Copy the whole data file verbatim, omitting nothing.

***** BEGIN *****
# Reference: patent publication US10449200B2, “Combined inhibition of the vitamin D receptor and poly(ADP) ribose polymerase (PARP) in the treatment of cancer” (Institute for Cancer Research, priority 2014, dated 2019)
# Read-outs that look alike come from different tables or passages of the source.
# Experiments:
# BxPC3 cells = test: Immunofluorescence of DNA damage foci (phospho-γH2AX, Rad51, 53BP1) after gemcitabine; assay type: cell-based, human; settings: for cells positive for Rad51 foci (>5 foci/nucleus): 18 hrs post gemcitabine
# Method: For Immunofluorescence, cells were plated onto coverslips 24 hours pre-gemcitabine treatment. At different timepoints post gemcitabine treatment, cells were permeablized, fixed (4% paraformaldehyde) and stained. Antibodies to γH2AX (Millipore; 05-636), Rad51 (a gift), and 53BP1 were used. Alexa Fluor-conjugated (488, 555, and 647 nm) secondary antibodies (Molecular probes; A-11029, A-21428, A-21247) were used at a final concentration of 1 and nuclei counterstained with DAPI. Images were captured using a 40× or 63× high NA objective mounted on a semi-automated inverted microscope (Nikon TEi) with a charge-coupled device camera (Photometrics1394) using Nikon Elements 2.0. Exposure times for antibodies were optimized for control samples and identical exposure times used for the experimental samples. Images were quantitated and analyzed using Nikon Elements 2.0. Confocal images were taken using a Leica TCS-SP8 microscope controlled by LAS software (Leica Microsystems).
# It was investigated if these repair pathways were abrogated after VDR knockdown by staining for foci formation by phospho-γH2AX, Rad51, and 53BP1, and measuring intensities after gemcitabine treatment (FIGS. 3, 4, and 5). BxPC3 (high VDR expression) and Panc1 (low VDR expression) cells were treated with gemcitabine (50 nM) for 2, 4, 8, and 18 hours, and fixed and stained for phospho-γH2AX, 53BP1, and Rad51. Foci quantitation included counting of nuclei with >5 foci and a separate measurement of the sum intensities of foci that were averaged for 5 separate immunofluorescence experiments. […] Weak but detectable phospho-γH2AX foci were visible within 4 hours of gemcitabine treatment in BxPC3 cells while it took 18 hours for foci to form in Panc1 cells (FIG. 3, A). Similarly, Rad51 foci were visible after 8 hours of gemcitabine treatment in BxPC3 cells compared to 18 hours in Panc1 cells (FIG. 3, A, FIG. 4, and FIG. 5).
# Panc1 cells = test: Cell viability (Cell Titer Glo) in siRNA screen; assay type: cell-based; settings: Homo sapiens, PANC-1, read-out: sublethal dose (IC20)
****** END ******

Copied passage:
# Reference: patent publication US10449200B2, “Combined inhibition of the vitamin D receptor and poly(ADP) ribose polymerase (PARP) in the treatment of cancer” (Institute for Cancer Research, priority 2014, dated 2019)
# Read-outs that look alike come from different tables or passages of the source.
# Experiments:
# BxPC3 cells = test: Immunofluorescence of DNA damage foci (phospho-γH2AX, Rad51, 53BP1) after gemcitabine; assay type: cell-based, human; settings: for cells positive for Rad51 foci (>5 foci/nucleus): 18 hrs post gemcitabine
# Method: For Immunofluorescence, cells were plated onto coverslips 24 hours pre-gemcitabine treatment. At different timepoints post gemcitabine treatment, cells were permeablized, fixed (4% paraformaldehyde) and stained. Antibodies to γH2AX (Millipore; 05-636), Rad51 (a gift), and 53BP1 were used. Alexa Fluor-conjugated (488, 555, and 647 nm) secondary antibodies (Molecular probes; A-11029, A-21428, A-21247) were used at a final concentration of 1 and nuclei counterstained with DAPI. Images were captured using a 40× or 63× high NA objective mounted on a semi-automated inverted microscope (Nikon TEi) with a charge-coupled device camera (Photometrics1394) using Nikon Elements 2.0. Exposure times for antibodies were optimized for control samples and identical exposure times used for the experimental samples. Images were quantitated and analyzed using Nikon Elements 2.0. Confocal images were taken using a Leica TCS-SP8 microscope controlled by LAS software (Leica Microsystems).
# It was investigated if these repair pathways were abrogated after VDR knockdown by staining for foci formation by phospho-γH2AX, Rad51, and 53BP1, and measuring intensities after gemcitabine treatment (FIGS. 3, 4, and 5). BxPC3 (high VDR expression) and Panc1 (low VDR expression) cells were treated with gemcitabine (50 nM) for 2, 4, 8, and 18 hours, and fixed and stained for phospho-γH2AX, 53BP1, and Rad51. Foci quantitation included counting of nuclei with >5 foci and a separate measurement of the sum intensities of foci that were averaged for 5 separate immunofluorescence experiments. […] Weak but detectable phospho-γH2AX foci were visible within 4 hours of gemcitabine treatment in BxPC3 cells while it took 18 hours for foci to form in Panc1 cells (FIG. 3, A). Similarly, Rad51 foci were visible after 8 hours of gemcitabine treatment in BxPC3 cells compared to 18 hours in Panc1 cells (FIG. 3, A, FIG. 4, and FIG. 5).
# Panc1 cells = test: Cell viability (Cell Titer Glo) in siRNA screen; assay type: cell-based; settings: Homo sapiens, PANC-1, read-out: sublethal dose (IC20)